What a week this has been! I attended the SANS Digital Forensics and Incident Response Summit in Austin, Texas this week and had an amazing time. I told Rob Lee I didn't think he and the SANS team could top last year's Summit, but somehow they managed to do it. That doesn't diminish the last year's outstanding conference by any means. Rather, they just raised the bar for such gatherings. Kudos to Rob and everyone at SANS for truly doing a fantastic job. Also, thank you very much to my friend Andrew Case for making it possible for me to be there.
The quality of the presentations was very good. I was familiar with most of the presenters and expected no disappointment. I won't review them all, as that has been done on other blogs. The only downside, if you will, was with simultaneous presentations going on in two tracks, it was hard to attend every talk you wanted to see. That's not really a complaint, as having two tracks certainly gave a lot more people the opportunity to present and allowed for a wide range of topics. Fortunately, SANS maintains Summit archives.
One of the talks I did want to mention was the opening day keynote by Cindy Murphy, the Forensic Forecast Digital Forensic Examiner of the Year. I've never heard more post-talk discussion about a keynote speech at any conference. I heard many high praises for the speech from everyone I talked to. It was obvious she had put a lot of thought and heart into it. I want to congratulate her on an awesome speech and her well deserved award. Congrats Cindy, I'm really proud of you!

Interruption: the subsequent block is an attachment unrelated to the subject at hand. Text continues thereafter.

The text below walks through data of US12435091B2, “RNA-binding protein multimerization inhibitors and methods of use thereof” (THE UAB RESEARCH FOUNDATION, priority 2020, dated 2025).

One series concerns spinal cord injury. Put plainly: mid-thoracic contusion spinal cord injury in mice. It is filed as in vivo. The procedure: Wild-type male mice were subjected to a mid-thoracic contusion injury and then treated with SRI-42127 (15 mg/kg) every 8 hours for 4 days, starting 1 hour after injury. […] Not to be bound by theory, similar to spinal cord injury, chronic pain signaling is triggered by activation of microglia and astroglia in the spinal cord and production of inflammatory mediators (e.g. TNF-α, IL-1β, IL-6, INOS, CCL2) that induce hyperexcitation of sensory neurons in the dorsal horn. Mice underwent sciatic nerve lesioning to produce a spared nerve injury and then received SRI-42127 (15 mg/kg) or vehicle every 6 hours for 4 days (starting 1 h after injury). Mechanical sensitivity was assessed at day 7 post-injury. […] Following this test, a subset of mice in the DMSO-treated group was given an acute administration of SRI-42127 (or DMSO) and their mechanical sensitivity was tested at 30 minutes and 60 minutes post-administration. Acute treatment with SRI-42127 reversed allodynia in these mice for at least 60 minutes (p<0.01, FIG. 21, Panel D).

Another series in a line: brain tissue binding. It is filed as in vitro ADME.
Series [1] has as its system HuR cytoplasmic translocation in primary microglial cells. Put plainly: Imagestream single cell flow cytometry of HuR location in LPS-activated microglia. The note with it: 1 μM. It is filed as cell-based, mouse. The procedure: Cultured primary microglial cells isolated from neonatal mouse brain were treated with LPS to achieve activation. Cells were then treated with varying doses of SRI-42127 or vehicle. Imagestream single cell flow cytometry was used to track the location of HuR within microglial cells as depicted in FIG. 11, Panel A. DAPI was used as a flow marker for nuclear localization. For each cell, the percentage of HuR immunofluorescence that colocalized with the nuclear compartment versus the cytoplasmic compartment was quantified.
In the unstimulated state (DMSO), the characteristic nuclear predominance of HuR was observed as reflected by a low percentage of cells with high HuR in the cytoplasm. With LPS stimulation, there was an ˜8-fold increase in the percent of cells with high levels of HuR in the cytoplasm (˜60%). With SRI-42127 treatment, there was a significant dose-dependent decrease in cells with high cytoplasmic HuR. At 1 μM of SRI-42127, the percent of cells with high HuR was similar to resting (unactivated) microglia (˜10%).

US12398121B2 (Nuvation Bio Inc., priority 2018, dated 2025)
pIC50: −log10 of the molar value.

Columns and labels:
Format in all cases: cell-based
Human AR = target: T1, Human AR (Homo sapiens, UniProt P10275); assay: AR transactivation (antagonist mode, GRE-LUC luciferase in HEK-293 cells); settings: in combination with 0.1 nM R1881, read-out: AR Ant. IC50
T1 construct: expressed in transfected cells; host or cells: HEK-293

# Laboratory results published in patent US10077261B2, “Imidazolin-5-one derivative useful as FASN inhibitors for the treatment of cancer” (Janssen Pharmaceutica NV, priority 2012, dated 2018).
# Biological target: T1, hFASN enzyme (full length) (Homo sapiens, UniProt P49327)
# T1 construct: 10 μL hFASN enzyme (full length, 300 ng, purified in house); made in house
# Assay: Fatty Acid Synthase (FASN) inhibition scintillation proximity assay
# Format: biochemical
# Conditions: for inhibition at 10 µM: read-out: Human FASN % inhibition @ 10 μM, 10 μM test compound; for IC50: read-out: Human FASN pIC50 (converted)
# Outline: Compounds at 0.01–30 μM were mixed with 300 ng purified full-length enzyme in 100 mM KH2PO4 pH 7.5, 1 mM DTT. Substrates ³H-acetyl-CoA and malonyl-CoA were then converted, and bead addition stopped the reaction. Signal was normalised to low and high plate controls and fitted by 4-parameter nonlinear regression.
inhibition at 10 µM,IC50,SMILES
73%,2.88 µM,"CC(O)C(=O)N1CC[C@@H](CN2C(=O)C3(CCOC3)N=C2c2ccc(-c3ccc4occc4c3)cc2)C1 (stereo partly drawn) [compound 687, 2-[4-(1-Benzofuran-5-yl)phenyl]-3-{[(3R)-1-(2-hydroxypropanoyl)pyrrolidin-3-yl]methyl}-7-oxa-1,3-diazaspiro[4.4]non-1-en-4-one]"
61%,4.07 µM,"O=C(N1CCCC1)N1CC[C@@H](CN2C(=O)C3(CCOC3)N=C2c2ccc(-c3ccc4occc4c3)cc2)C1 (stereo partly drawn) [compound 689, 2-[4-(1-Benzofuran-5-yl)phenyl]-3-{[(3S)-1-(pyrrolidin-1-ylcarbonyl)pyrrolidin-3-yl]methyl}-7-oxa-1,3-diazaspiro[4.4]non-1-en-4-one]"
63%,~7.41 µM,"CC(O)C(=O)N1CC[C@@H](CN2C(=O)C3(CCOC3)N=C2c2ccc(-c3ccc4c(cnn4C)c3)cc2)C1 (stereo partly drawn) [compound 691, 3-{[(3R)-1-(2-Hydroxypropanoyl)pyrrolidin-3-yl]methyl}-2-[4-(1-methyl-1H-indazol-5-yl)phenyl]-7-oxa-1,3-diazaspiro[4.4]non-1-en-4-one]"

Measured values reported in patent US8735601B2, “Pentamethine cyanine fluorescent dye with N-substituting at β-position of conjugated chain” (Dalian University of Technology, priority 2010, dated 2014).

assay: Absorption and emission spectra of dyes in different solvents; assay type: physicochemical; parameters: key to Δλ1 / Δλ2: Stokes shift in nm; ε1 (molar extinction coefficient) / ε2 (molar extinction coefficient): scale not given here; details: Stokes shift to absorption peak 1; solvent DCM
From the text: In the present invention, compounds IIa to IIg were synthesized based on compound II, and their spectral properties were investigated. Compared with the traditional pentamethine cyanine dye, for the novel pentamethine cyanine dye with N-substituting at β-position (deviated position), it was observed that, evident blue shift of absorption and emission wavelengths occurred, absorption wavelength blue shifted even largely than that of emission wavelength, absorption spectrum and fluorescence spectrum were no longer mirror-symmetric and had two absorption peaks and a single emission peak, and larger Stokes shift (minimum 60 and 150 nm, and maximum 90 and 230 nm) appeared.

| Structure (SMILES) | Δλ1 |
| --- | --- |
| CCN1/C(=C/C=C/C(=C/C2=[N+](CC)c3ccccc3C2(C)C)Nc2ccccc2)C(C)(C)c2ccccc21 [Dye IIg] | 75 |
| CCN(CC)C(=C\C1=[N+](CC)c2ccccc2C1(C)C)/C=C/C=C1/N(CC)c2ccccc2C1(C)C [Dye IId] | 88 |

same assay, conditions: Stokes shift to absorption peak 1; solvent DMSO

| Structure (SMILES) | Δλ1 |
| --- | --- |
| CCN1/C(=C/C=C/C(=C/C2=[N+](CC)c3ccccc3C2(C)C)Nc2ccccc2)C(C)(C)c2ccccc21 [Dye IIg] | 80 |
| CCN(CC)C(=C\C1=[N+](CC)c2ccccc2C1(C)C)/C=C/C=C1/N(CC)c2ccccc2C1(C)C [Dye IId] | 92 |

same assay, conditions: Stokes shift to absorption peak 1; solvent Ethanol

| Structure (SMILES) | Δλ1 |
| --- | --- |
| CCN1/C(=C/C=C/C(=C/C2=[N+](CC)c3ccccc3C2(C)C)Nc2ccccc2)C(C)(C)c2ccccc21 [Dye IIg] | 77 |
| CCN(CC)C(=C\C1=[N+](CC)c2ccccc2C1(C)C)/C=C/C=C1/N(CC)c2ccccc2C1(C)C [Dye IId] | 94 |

I also wanted to mention the talks by Andrew Case on Mac Memory Analysis and Sarah Edwards entitled "When Macs Get Hacked" were excellent. I know little about the Macintosh system, but they both did a great job relating the material to those of us without a heavy Apple background.
Finally, Melia Kelley and Alissa Torres both rocked the place in their respective talks. They are awesome presenters and I hope to have the opportunity to see them present again.
It was cool seeing so many women on the stage this year. I respect and admire each of them so much and am happy to see them stepping to the forefront in this field. They've always been there, they just haven't always gotten the recognition they deserve.
Something I really wanted to talk about, though, has nothing to do with computers or forensics. I want to tell you what an awesome group of people I was privileged to spend time with while at the Summit. As Cindy mentioned, it's so great to be around people who "get" you. The camaraderie I experienced this week with people I truly respect and look up to was amazing. Some I'd met face to face previously, while some I "knew" online only. I was also happy to meet some people I hadn't known previously and I hope to maintain a lasting friendship with them as well.
As you may have guessed, my time in Austin was greatly enjoyed. It was fantastic seeing my close friends Joe Garcia and Brad Garnett again. The three of us have spent a lot of time together over the last couple years, both online and off and I really enjoyed "getting the band back together".
The opportunities for networking are always one of the best things about a conference. I'm not talking about "looking for a job" networking necessarily, although that can come about as well. The networking I'm talking about is the kind where you gain good friends; people you can count on when you need help and having the chance to be there for them when needed. Of the SANS events I've been too over the last few years, I can say that type of networking is never in short supply. Kudos to the people at SANS for knowing how to balance the program with the networking to make an event that results in both learning and friendship.